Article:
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Three volcanoes erupt at the same time in Alaska, in rare phenomena

A satellite image from 2016 of Mount Pavlof's crater days before erupting.
A satellite image from 2016 of Mount Pavlof's crater days before erupting. (Image credit: Photo DigitalGlobe via Getty Images via Getty Images)

Three volcanoes on Alaska's Aleutian islands are erupting simultaneously, but are currently not a threat to local communities, according to recent news reports.

This triple whammy is not common, but it's not unheard of, according to NBC News. "Alaska has a lot of volcanoes, and we typically see maybe one eruption every year, on average," Matthew Loewen, a research geologist with the Alaska Volcano Observatory, told NBC News. "To have three erupting at once is less common, but it does happen."

It's been at least seven years since three volcanoes erupted at once in Alaska, Loewen told NBC News.

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The three volcanoes —  Pavlof, Great Sitkin and Semisopochnoi — are all under a code "orange" alert, which means that the volcano has the potential to erupt or eruptions are underway with minor ash emissions, according to the Alaska Volcano Observatory. Two others are under a code "yellow" alert, meaning that they are showing signs of unrest.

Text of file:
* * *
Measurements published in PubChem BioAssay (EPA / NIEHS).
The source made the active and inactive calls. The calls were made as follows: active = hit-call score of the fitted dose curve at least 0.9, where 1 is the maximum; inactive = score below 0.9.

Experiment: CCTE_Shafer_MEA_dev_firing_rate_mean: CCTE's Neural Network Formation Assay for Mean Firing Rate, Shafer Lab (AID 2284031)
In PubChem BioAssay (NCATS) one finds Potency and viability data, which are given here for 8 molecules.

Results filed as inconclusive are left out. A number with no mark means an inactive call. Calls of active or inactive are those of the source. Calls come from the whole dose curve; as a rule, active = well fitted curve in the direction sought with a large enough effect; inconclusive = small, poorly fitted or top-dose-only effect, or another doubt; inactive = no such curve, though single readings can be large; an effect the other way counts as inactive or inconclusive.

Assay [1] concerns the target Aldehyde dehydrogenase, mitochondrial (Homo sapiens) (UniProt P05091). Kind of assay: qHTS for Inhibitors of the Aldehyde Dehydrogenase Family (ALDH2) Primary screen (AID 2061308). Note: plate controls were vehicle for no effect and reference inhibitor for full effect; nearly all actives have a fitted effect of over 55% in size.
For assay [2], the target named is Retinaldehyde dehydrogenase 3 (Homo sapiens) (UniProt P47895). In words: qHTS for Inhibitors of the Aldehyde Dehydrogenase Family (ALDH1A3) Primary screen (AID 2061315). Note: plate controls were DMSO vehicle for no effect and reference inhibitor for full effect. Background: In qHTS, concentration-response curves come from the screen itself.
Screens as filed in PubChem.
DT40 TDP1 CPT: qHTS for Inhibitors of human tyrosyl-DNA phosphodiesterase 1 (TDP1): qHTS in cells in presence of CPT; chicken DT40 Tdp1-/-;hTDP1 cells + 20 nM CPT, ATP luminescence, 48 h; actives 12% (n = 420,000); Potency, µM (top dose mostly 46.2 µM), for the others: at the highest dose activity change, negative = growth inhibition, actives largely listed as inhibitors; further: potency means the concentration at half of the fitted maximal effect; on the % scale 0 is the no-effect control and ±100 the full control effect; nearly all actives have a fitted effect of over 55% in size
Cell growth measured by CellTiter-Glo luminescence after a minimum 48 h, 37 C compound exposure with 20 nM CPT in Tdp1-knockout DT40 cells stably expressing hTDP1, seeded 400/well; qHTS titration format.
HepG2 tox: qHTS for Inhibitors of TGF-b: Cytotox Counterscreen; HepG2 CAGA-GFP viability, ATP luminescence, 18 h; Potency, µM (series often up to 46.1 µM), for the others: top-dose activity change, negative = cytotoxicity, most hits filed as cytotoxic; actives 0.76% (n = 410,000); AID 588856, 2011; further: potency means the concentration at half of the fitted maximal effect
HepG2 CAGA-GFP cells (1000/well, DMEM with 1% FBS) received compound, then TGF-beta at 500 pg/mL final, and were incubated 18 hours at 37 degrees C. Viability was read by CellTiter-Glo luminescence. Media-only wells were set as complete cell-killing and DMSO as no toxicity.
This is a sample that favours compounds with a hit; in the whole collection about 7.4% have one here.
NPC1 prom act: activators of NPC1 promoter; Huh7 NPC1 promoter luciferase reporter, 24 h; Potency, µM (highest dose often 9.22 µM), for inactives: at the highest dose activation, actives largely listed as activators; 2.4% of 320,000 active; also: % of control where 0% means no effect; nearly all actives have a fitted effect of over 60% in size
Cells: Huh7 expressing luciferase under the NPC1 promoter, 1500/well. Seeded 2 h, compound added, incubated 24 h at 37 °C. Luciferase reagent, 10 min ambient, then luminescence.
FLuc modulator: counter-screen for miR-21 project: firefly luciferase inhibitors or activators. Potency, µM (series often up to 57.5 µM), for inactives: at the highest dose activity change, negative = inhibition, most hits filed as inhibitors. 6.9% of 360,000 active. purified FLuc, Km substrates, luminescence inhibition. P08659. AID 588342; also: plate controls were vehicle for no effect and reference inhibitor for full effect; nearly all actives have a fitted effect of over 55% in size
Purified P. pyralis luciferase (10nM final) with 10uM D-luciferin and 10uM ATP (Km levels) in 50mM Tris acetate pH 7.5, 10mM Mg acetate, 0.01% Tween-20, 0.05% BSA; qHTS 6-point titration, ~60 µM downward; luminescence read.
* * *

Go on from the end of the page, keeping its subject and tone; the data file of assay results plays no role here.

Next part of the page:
Pavlof volcano, which sits about 600 miles (966 kilometers) away from Anchorage, is showing low-level unrest and minor ash emissions, while the Great Sitkin volcano, which is closer to the center of the islands, has a continuous flow of lava from its summit crater, according to the Alaska Volcano Observatory and NBC News.

The third volcano, Semisopochnoi, is located on an uninhabited island in the western Aleutian islands, according to NBC News. That volcano has had several explosions, occasional strong seismic tremors or shaking and low-level ash emissions, according to the Alaska Volcano Observatory. All three volcanoes have been erupting for more than a week.

The volcanoes are part of the so-called Aleutian Arc, which is a chain of volcanoes that sits on the boundary between two tectonic plates, according to Science Alert. These plates are large pieces of Earth's crust that move and bump into one another, spurring much of the planet's volcanic eruptions and earthquakes.

Read the original NBC News report here.

Originally published on Live Science.

Editor's note: This story was updated to correct the location of the Semisopochnoi volcano. It's in the western Aleutian islands, not the eastern U.S. 

Yasemin Saplakoglu

Yasemin is a staff writer at Live Science, covering health, neuroscience and biology. Her work has appeared in Scientific American, Science and the San Jose Mercury News. She has a bachelor's degree in biomedical engineering from the University of Connecticut and a graduate certificate in science communication from the University of California, Santa Cruz.